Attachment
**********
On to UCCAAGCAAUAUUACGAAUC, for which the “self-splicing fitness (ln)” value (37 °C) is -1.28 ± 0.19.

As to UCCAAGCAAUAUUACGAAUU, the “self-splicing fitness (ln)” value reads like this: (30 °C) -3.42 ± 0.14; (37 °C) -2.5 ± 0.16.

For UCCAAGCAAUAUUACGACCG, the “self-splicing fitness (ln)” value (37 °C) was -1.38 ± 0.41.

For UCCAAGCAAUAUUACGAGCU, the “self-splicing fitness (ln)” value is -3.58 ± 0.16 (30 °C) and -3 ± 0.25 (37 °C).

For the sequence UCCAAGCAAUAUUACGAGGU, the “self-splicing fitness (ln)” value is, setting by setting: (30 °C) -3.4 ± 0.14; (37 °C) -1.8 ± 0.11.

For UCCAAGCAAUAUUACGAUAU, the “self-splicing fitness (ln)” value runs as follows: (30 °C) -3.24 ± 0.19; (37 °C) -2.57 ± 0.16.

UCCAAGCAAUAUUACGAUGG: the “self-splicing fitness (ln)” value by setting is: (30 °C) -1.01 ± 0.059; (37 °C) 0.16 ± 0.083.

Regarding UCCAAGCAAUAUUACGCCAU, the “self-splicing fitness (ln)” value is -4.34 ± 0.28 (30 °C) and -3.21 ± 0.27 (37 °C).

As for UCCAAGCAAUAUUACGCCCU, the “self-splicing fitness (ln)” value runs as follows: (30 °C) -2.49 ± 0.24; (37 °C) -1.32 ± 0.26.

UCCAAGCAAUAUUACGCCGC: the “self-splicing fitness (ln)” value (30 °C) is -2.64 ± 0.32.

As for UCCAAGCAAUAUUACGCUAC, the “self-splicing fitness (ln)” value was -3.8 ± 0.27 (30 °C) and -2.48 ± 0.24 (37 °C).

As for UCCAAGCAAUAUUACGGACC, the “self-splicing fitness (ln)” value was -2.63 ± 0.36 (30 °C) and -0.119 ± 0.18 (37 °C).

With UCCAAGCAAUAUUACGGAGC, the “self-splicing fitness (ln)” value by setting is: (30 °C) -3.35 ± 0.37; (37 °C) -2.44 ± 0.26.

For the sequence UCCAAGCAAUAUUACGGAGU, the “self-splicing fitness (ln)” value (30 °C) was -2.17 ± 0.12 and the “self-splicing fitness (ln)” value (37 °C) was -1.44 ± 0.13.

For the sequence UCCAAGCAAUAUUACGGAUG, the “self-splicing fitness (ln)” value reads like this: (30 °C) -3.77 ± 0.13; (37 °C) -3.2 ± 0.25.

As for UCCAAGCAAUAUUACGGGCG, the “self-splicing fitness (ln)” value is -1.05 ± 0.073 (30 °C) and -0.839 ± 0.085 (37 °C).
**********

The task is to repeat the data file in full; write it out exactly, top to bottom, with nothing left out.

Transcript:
On to UCCAAGCAAUAUUACGAAUC, for which the “self-splicing fitness (ln)” value (37 °C) is -1.28 ± 0.19.

As to UCCAAGCAAUAUUACGAAUU, the “self-splicing fitness (ln)” value reads like this: (30 °C) -3.42 ± 0.14; (37 °C) -2.5 ± 0.16.

For UCCAAGCAAUAUUACGACCG, the “self-splicing fitness (ln)” value (37 °C) was -1.38 ± 0.41.

For UCCAAGCAAUAUUACGAGCU, the “self-splicing fitness (ln)” value is -3.58 ± 0.16 (30 °C) and -3 ± 0.25 (37 °C).

For the sequence UCCAAGCAAUAUUACGAGGU, the “self-splicing fitness (ln)” value is, setting by setting: (30 °C) -3.4 ± 0.14; (37 °C) -1.8 ± 0.11.

For UCCAAGCAAUAUUACGAUAU, the “self-splicing fitness (ln)” value runs as follows: (30 °C) -3.24 ± 0.19; (37 °C) -2.57 ± 0.16.

UCCAAGCAAUAUUACGAUGG: the “self-splicing fitness (ln)” value by setting is: (30 °C) -1.01 ± 0.059; (37 °C) 0.16 ± 0.083.

Regarding UCCAAGCAAUAUUACGCCAU, the “self-splicing fitness (ln)” value is -4.34 ± 0.28 (30 °C) and -3.21 ± 0.27 (37 °C).

As for UCCAAGCAAUAUUACGCCCU, the “self-splicing fitness (ln)” value runs as follows: (30 °C) -2.49 ± 0.24; (37 °C) -1.32 ± 0.26.

UCCAAGCAAUAUUACGCCGC: the “self-splicing fitness (ln)” value (30 °C) is -2.64 ± 0.32.

As for UCCAAGCAAUAUUACGCUAC, the “self-splicing fitness (ln)” value was -3.8 ± 0.27 (30 °C) and -2.48 ± 0.24 (37 °C).

As for UCCAAGCAAUAUUACGGACC, the “self-splicing fitness (ln)” value was -2.63 ± 0.36 (30 °C) and -0.119 ± 0.18 (37 °C).

With UCCAAGCAAUAUUACGGAGC, the “self-splicing fitness (ln)” value by setting is: (30 °C) -3.35 ± 0.37; (37 °C) -2.44 ± 0.26.

For the sequence UCCAAGCAAUAUUACGGAGU, the “self-splicing fitness (ln)” value (30 °C) was -2.17 ± 0.12 and the “self-splicing fitness (ln)” value (37 °C) was -1.44 ± 0.13.

For the sequence UCCAAGCAAUAUUACGGAUG, the “self-splicing fitness (ln)” value reads like this: (30 °C) -3.77 ± 0.13; (37 °C) -3.2 ± 0.25.

As for UCCAAGCAAUAUUACGGGCG, the “self-splicing fitness (ln)” value is -1.05 ± 0.073 (30 °C) and -0.839 ± 0.085 (37 °C).